That band with the comic books…
May 8, 2016

Coheed and Cambria’s gigs have always proven interesting.  On the one hand, the band have historically always sounded amazing.  On the other, their audiences have sometimes proven to be their undoing, insisting on inappropriately out-hardcoring each other as they slam out of time to the music.  How would tonight’s show at an apparently revamped HiFi Bar compare?

Coheed and Cambria, with Closure In Moscow,
Max Watt’s, Melbourne, May 6, 2016…

After a weird twelve months, including a seemingly-sudden change of ownership, weird name change, and flooding, it was my first look at an apparently renovated HiFi Bar.  First impressions were not promising, with a queue snaking along Swanston Street, surely for the first time since Prince’s first in, best dressed appearance.  Once inside, the alleged renovations were also not apparent, but that was unimportant – it appeared that Max Watt’s was keeping things business as usual for the HiFi Bar.  Familiar faces kept matters moving efficiently behind the bar so, despite the inexplicable entry queue, there was time for drinks before the opener took to the stage.

It was strange to think that I’ve never seen Closure In Moscow play before.  I am certain they have appeared on plenty of bills that I have been to, but never actually witnessed their performance.  They sounded like a cross between The Darkness and The Mars Volta, and the flamboyant frontman drew attention from the back of the room to the front immediately.  Vocally, he reminded me of Robert Harvey from the music, and visually he kept attention as he made use of the stage dressed in costume jewellery and a Grandma Yetta-style jacket. The group moved flawlessly between sprawling funk epics, hard rock and even spoken word interludes. After witnessing a bubbly closing number blending gospel, country and psych-rock tones that Rocket Science would be proud of, it seems more than worthwhile to see Closure In Moscow could do in one of their headline shows.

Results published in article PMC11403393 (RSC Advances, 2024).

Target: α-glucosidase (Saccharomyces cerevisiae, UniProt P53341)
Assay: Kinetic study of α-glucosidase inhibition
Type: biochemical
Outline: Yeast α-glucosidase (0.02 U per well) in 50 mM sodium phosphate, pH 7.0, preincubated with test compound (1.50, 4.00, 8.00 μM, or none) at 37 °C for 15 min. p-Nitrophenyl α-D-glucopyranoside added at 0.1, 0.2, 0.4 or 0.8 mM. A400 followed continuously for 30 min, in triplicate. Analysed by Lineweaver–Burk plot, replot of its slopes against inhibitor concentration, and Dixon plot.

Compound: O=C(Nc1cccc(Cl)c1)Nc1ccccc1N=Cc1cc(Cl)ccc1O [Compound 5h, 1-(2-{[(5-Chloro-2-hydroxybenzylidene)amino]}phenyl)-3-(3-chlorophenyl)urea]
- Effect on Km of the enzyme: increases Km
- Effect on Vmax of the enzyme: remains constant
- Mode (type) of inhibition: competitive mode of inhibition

Rather than being introduced by a DJ, or opening boldly like they have in previous outings, Claudio Sanchez and Travis Stever entered the stage without ceremony, carrying acoustic guitars with them to the microphones front and centre to pose as their own support act with a demure rendition of Ghost.  It shifted the tone from the party-rock of Closure In Moscow’s set, but it was to only be temporary, as the ending strains lead into the opening of In Keeping Secrets Of Silent Earth: 3.  The rest of Coheed and Cambria appeared behind the singer and guitarist in time for the anticipatory build that would set the scene for the rest of the show.

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The aforementioned super-mosh crew tried to slam their way to infamy at this early stage, but quickly fell out of the crowd as the majority kept up with the rhapsodic shifts fans can follow well.  (Surprisingly, it was the newest songs from the band’s current, poppy release Colour Before The Sun that brought them back to try their luck at inappropriately frantic moshing a couple of times later, rather than the heavy songs.)  The rest of us were left to join in for backing vocals in the dramatic return from the song’s false ending, and revel in swaying, jumping, and thrashing in perfect sync for the rest of the set.

The current release is a brilliant, yet different venture for the band, but more straight-forward highlights from Colour Before The Sun like Island, Eraser and especially Here To Mars fit perfectly within the progressive staples like No World For Tomorrow and Sentry The Defiant.  Throughout the set, it seemed like the band were enjoying themselves immensely on stage, not afraid to dance along and behave in other decidedly non-metal ways.  Likewise, the sold out crowd showed their appreciate for the duration, with no lulls in the movement and singing from the moment the group took to the stage to the end.